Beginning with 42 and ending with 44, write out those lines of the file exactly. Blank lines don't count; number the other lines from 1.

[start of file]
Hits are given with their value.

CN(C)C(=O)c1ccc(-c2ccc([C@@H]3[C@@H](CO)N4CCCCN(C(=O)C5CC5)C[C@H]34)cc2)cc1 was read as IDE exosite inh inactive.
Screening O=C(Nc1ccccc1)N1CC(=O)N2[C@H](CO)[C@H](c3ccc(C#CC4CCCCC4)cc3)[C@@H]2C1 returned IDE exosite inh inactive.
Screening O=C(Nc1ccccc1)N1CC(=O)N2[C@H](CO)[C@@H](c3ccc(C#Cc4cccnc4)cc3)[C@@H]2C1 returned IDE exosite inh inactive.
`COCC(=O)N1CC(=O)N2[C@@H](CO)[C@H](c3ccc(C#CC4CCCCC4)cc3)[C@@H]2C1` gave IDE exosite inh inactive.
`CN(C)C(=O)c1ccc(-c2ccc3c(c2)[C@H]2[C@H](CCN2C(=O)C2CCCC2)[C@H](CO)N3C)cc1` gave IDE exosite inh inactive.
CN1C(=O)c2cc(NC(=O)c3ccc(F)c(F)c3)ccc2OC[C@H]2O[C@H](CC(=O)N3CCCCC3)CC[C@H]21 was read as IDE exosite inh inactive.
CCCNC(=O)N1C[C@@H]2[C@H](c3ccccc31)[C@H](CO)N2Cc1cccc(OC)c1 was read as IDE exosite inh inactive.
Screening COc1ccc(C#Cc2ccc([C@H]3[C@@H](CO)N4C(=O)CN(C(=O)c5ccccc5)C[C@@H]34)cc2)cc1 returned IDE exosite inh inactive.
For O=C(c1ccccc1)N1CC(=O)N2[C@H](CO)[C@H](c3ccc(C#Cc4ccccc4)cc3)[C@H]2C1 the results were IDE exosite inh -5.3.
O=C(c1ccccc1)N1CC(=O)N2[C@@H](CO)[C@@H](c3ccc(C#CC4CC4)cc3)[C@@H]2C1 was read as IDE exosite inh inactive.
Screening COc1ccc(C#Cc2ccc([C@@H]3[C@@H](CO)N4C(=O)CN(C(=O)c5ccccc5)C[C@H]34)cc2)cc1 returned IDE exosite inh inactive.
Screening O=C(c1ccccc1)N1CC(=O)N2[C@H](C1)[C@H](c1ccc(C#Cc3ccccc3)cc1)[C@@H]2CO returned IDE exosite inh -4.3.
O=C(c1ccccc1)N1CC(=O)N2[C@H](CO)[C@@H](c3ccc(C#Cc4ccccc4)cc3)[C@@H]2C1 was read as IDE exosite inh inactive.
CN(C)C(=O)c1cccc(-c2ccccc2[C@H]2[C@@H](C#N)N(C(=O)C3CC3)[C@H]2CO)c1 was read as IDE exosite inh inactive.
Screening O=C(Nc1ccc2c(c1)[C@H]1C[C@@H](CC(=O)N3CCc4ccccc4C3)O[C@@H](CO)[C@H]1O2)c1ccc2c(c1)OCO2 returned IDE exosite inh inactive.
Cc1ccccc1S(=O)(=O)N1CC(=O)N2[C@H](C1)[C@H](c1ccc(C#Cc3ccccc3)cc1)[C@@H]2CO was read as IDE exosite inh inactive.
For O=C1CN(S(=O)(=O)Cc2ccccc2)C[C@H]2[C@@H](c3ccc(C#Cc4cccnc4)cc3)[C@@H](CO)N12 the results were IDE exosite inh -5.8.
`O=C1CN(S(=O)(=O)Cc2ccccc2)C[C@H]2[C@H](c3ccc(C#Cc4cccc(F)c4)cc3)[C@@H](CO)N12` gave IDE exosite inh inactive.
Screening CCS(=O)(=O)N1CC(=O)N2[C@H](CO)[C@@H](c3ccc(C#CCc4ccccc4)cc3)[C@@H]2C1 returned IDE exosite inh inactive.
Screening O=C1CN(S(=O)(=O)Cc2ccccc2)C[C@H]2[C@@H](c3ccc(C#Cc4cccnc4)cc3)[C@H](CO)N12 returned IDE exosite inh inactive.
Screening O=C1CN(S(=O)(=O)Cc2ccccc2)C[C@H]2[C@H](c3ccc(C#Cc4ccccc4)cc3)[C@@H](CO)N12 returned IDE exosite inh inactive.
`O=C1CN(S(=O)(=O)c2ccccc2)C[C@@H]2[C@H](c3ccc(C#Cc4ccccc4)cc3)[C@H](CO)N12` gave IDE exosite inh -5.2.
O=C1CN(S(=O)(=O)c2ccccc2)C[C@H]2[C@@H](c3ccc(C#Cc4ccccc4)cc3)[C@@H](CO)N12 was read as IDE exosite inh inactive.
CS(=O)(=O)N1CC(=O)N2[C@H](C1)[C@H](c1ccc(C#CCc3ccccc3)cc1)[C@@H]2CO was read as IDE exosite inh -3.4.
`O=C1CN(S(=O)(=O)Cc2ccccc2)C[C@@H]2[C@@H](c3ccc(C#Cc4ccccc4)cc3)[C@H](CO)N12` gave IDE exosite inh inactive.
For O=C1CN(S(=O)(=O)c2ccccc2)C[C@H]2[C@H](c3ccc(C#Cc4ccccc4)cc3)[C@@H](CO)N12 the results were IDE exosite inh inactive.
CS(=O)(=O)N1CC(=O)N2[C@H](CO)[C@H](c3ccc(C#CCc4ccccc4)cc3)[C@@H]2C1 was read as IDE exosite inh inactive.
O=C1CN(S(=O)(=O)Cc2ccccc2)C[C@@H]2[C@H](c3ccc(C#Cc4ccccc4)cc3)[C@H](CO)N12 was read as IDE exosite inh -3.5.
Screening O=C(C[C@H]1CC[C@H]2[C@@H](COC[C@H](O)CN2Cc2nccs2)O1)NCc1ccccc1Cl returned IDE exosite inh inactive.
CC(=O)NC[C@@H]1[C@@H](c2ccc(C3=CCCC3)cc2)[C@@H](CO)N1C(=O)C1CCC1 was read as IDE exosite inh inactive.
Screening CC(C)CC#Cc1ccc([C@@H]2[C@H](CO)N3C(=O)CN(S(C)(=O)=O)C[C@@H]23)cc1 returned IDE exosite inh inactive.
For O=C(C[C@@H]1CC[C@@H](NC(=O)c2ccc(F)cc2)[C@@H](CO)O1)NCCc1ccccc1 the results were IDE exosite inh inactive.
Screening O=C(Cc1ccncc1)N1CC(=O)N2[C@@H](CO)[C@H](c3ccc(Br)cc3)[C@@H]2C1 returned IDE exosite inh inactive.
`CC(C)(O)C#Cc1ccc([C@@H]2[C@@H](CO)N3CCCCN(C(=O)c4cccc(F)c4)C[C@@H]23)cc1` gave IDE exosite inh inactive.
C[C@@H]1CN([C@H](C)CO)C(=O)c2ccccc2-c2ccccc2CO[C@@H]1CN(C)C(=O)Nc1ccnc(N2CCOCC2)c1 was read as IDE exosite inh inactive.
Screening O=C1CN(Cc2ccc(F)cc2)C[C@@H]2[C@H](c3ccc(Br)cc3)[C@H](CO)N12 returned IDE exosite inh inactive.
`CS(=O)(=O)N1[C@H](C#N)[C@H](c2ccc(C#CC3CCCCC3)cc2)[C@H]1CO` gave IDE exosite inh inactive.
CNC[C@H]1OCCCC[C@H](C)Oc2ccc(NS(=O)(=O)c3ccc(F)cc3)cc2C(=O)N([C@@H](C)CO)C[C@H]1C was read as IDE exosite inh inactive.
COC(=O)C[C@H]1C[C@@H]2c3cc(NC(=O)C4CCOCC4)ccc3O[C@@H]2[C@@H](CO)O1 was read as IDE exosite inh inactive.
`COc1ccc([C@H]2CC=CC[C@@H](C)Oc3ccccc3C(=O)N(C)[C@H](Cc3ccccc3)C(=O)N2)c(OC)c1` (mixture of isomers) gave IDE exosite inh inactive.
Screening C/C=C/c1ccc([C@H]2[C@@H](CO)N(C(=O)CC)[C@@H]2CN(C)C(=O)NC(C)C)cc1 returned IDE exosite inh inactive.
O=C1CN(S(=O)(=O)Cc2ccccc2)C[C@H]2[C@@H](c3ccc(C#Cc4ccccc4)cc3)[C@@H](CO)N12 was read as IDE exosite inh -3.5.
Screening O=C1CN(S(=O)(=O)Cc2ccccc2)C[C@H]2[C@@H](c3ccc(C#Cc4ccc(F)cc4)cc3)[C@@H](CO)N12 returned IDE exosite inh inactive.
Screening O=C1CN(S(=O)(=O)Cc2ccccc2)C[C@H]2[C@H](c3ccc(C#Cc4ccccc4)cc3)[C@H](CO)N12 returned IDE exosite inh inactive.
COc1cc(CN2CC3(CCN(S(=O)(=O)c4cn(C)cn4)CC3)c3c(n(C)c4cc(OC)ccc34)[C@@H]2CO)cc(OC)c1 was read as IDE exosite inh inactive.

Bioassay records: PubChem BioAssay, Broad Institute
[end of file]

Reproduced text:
Screening C/C=C/c1ccc([C@H]2[C@@H](CO)N(C(=O)CC)[C@@H]2CN(C)C(=O)NC(C)C)cc1 returned IDE exosite inh inactive.
O=C1CN(S(=O)(=O)Cc2ccccc2)C[C@H]2[C@@H](c3ccc(C#Cc4ccccc4)cc3)[C@@H](CO)N12 was read as IDE exosite inh -3.5.
Screening O=C1CN(S(=O)(=O)Cc2ccccc2)C[C@H]2[C@@H](c3ccc(C#Cc4ccc(F)cc4)cc3)[C@@H](CO)N12 returned IDE exosite inh inactive.